why django is slow compared to other frameworks like fastapi

I already know that django is slow because a lot of included batteries in it which make things simple and easy but regarding performance I think it’s the slowest python web framework
so my question here ?
Can i use django for a high traffic project ?

Really? I didn’t “know” that, and that’s after working with Django for 7 years now along with working with (at various times) Zope, Twisted, TurboGears, CherryPy, Flask, and Bottle. I find nothing “slow” about it in real applications as opposed to prototypes, demos, and other contrived examples.

I’m not the person to answer that, there’s no site I’ve ever built that would be considered “high traffic”. For that, you should ask Google among other large corporations that have adopted it.

Would you consider Instagram, Spotify, Pinterest, and YouTube to be “high traffic”? They’re all build on Django.

(See 10 Popular Websites Built With Django for some more examples.)

I didn’t say that it’s slow in general I said it’s slow compared to the other python web frameworks and that’s not my opinion it’s based on benchmarks as declared here.
Web Frameworks Benchmark
Thanks for your reply.

(Emphasis added)

Note: I do mean “not slow” both in absolute terms and relative to any other Python-based web framework I have used.

I’ve seen - been referred to - that site before. It has no real-world decision-making value.

Yes, I understand what they’re trying to do. However, their results are meaningless.

You’re never going to “productionize” a “Hello World” application. It would be a mistake to make any kind of technology-platform decision based upon the information provided there.

Proper benchmarking of application and application stacks is a very complex and nuanced subject.

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I’m going to +1 Ken’s shoutout about meaningless metrics.

My advice is to pick the framework that you are the most productive with if that’s FastAPI, then great. If it’s Django, then wonderful. All that matters is that you are using a set of tools that solve your problem well.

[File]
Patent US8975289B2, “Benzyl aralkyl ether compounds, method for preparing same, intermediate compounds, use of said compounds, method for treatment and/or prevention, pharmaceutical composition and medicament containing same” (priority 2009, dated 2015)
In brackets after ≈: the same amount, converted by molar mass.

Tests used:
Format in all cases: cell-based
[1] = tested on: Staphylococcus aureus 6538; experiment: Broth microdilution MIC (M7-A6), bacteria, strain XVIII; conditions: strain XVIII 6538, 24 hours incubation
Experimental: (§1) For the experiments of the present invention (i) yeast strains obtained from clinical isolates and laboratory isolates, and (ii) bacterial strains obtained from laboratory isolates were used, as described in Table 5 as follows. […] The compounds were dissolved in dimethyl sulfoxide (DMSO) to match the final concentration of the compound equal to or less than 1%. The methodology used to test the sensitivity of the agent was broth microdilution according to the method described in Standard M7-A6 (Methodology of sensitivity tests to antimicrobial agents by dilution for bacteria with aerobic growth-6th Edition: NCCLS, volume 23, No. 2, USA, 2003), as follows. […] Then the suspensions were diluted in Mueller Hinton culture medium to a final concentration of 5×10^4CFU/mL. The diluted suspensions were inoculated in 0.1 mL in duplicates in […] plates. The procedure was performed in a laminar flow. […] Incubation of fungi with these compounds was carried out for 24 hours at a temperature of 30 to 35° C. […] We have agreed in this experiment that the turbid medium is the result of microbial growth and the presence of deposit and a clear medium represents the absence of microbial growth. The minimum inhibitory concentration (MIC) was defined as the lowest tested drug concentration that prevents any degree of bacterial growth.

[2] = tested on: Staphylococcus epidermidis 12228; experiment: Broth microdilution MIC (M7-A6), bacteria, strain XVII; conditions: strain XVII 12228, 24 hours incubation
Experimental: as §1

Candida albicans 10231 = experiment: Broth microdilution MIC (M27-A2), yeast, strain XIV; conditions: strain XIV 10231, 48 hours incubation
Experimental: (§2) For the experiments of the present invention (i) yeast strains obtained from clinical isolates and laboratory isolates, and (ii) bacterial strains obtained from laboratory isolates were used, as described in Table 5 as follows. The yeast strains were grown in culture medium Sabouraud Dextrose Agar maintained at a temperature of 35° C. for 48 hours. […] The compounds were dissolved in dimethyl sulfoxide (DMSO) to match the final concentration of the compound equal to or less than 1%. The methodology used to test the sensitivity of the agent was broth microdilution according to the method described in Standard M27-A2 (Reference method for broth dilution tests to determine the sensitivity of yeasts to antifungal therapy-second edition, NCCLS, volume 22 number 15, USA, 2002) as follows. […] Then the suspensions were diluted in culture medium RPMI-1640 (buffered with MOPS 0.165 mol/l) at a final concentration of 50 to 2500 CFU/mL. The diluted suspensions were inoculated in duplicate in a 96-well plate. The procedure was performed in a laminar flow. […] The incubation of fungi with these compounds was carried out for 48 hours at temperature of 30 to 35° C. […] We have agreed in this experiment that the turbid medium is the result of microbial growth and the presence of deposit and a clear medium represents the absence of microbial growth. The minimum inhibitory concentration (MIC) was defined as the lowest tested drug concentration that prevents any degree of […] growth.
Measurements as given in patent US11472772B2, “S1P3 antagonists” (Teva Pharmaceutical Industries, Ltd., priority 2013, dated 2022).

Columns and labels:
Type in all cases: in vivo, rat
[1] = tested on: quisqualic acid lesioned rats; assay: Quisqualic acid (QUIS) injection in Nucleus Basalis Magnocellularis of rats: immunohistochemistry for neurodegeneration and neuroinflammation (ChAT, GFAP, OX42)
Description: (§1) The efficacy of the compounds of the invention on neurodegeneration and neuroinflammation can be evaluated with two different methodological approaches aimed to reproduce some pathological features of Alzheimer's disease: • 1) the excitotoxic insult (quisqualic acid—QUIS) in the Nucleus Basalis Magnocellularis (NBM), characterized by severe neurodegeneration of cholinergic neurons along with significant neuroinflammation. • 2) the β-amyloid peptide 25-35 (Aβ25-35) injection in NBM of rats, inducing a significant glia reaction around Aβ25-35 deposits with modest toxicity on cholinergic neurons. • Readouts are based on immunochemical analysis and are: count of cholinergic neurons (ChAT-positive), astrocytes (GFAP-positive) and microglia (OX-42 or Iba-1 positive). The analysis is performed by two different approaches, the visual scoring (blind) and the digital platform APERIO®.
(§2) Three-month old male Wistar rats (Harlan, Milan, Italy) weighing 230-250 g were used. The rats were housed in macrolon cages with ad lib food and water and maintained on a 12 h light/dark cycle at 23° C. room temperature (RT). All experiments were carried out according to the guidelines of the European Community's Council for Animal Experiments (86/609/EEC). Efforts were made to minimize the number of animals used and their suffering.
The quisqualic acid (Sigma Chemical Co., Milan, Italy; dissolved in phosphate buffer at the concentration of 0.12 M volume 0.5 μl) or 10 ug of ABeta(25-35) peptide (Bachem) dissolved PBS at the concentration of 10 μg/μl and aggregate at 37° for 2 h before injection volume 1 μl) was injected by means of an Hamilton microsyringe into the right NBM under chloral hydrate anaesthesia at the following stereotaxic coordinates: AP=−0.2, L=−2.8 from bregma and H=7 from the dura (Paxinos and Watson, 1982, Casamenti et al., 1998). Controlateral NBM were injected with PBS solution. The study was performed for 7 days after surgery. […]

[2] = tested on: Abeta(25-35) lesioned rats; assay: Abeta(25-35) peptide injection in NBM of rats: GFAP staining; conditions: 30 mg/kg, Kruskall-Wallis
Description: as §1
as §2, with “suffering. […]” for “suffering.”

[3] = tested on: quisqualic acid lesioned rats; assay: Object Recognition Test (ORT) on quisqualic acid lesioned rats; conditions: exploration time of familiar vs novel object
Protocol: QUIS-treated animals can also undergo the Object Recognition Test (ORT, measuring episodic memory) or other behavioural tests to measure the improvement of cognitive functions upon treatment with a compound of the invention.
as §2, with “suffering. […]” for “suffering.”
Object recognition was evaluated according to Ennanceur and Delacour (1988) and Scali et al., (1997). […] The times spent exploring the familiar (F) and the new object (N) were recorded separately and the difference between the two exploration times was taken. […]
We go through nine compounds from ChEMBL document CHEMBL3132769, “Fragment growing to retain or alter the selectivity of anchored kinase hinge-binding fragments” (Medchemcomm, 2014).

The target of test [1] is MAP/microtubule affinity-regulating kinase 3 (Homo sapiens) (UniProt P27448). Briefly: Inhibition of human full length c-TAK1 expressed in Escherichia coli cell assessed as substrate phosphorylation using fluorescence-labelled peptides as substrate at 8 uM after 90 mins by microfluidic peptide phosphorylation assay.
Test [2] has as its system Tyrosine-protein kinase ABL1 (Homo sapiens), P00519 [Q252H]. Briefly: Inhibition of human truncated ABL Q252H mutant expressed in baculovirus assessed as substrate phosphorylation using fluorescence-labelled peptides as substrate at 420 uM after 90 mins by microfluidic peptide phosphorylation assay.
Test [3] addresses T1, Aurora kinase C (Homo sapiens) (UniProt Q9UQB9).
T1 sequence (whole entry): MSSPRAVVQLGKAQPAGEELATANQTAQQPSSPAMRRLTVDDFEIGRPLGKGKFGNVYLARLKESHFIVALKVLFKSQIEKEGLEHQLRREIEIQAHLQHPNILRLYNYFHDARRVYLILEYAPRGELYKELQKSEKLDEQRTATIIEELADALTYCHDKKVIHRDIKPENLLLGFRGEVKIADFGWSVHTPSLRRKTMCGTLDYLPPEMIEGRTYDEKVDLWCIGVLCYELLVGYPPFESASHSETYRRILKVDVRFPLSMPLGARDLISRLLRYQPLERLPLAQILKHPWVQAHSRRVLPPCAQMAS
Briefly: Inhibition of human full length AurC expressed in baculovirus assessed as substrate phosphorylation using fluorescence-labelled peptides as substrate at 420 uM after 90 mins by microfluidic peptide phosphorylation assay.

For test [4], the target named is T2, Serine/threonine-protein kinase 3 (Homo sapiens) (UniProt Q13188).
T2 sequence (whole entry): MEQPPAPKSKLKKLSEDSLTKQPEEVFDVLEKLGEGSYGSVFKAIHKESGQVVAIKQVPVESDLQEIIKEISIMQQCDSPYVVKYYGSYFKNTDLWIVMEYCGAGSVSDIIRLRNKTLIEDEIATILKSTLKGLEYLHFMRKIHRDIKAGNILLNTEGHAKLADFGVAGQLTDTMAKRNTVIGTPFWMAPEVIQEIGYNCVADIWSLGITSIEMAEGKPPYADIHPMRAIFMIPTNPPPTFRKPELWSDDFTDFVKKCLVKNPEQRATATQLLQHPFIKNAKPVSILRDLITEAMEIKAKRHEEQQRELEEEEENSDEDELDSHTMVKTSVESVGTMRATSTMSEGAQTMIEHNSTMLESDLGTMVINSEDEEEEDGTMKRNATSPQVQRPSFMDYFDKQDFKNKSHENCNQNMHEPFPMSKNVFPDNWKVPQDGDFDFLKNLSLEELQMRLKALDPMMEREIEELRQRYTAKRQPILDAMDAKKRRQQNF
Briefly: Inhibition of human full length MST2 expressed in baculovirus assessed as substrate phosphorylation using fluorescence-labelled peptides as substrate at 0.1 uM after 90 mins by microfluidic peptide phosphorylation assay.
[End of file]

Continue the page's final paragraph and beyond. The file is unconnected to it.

I love and support both of these frameworks (and Flask, too), and I find my side projects might start with FastAPI until I need a database, and then nothing beats the Django Admin IMO.

As far as benchmark websites go, the website you mentioned pegs Django at making 9200 requests a second. Which is something like 33.1 million requests an hour (give or take my bad math.)

I have been doing this for a while, and I have only ever seen one website exceed that, which was 75 million hits in an hour with a 7.5 million an hour average, then it probably fell to maybe 10k requests an hour. That website was a total outliner compared to other high-traffic websites.

Django was just fine, but you aren’t going to have a website that big that doesn’t have a CDN in front of it no matter which framework or platform you use. I think the webserver maybe saw a few hundred requests over that hour because of caching.

So I would optimize for readable code and use the framework that sparks the most joy for you. Maybe that’s Django.

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Django is not slow. Instagram was built on it, and all these years later they’re still using the core request-response handlers.

There’s a nice Django Chat episode on this: https://djangochat.com/episodes/django-instagram-carl-meyer

Can i use django for a high traffic project ?

I don’t imagine you’ll serve more traffic than Instagram.

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